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Updated: 3 hours 15 min ago

Lessons for SGMA from other State-Local Collaborations

February 4, 2018 - 7:00pm
by Dave Owen California’s Sustainable Groundwater Management Act is known primarily for establishing statewide requirements for sustainable groundwater management.  But the statute did another important thing: it introduced an intriguing yet relatively rare model of state and local governance into … Continue reading →

Ecological Incentives for Delta Water Exports

January 24, 2018 - 1:00pm
by Jay Lund and Peter Moyle All parties in the Delta have an interest in a healthy ecosystem and in healthy water exports.  Without a healthy ecosystem, endangered species requirements increasingly intrude on water exports and Delta landowners.  Without healthy … Continue reading →

Los Angeles and the Future of Urban Water in California

January 22, 2018 - 7:46am
by Erik Porse Los Angeles is a grand American urban experiment. It brings emerging ideas into the mainstream, sometimes for better, and sometimes for worse. In the early 20th Century, it seemed fanciful to build a metropolis in a region … Continue reading →

Will Delta Smelt Have a Happy New Year?

January 14, 2018 - 7:00pm
by James Hobbs and Peter Moyle The results of 2017 surveys of Delta fishes are coming in. Already, the results are clear:  it was an unhappy year for Delta smelt. The wet year with high outflows should have created an … Continue reading →

New paths to survival for endangered winter run Chinook salmon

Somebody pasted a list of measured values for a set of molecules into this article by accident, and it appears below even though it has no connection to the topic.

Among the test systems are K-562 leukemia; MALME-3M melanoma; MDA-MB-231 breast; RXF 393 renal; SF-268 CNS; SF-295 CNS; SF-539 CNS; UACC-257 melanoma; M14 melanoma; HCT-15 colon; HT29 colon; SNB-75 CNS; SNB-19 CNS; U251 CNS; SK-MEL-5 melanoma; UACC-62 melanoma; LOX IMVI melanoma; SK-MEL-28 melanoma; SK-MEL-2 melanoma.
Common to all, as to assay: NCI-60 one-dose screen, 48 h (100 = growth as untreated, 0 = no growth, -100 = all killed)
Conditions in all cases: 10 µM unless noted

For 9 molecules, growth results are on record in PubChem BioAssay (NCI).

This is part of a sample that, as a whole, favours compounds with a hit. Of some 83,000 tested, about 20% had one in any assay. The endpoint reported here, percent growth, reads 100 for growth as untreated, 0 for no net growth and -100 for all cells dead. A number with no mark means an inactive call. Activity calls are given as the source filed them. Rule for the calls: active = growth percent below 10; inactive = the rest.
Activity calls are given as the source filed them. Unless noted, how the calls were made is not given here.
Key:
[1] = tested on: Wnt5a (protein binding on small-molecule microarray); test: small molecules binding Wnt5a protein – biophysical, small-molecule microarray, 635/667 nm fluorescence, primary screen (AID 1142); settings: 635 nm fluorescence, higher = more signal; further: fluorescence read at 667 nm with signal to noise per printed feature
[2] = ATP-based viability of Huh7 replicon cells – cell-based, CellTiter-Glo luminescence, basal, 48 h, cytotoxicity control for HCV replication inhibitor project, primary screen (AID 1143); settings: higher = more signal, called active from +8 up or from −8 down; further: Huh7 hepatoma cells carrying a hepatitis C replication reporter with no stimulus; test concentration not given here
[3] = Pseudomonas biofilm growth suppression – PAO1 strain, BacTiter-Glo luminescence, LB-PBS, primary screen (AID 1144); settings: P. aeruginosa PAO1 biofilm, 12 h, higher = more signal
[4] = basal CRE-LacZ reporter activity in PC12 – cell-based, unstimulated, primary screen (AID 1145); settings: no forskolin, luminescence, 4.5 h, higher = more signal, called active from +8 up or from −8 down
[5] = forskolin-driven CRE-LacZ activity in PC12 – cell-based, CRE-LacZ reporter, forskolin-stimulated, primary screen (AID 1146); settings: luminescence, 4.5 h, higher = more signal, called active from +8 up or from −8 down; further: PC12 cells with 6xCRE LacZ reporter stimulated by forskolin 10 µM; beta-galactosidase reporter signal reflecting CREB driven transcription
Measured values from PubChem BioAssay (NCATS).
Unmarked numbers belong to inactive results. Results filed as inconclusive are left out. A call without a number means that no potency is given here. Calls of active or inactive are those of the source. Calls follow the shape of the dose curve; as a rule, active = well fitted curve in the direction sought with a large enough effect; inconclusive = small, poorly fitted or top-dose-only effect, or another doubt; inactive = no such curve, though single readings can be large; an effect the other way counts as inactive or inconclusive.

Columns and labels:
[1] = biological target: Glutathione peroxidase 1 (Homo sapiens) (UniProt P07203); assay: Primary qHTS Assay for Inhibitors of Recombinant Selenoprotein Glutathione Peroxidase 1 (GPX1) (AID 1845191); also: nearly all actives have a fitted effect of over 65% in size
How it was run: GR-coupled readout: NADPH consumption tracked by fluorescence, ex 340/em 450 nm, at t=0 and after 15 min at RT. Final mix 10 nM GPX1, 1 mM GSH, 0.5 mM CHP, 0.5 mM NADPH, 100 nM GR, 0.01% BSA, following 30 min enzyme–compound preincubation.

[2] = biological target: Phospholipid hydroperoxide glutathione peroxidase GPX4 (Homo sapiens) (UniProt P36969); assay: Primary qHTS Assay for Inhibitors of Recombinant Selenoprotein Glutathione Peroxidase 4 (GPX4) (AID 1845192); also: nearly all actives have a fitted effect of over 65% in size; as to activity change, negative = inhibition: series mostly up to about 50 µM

January 7, 2018 - 7:00pm
by Anna Sturrock and Corey Phillis Many Californians have seen headlines about endangered Sacramento River Winter Run Chinook salmon (“winter run”) on the “brink of extinction.” But not many people know exactly what winter run are, nor why they are … Continue reading →

Beginning of 2018 drought? – December 31, 2017

December 31, 2017 - 4:00pm
by Jay Lund Every year is different for water management in California. The 2012-2016 water years were among the driest and warmest on record.  2017 was the wettest year of record for much of California, with thousands of water managers … Continue reading →

Nudging progress on funding safe drinking water

December 24, 2017 - 7:00pm
by Jay Lund This year’s Nobel Prize in Economics went to Richard Thaler, who pioneered “nudging” to help people volunteer to make more personally and socially beneficial decisions.  As an example, having employees automatically enrolled for retirement contributions and then … Continue reading →

Making water for the environment count in an era of change: Cautionary tales from Australia

December 17, 2017 - 9:15pm
by Alison Whipple The specter of California drought looming again on the horizon gives renewed urgency for water policy and management reforms. Recent discussions reflect a growing recognition that our future depends on us making water count for both humans … Continue reading →

A Water Right for the Environment

December 10, 2017 - 7:00pm
by Brian Gray, Leon Szeptycki, and Barton “Buzz” Thompson California’s management of water for is not working for anyone. Environmental advocates argue that state and federal regulators have set water quality and flow standards that do not adequately protect fish … Continue reading →

A Tale of Two Fires: How Wildfires Can Both Help and Harm Our Water Supply

December 3, 2017 - 7:00pm
by Gabrielle Boisramé Now that summer is over and rain has returned to California, it appears that the dramatic 2017 fire season is finally behind us. The effects of fire season can linger, however, with the possibilities of erosion and … Continue reading →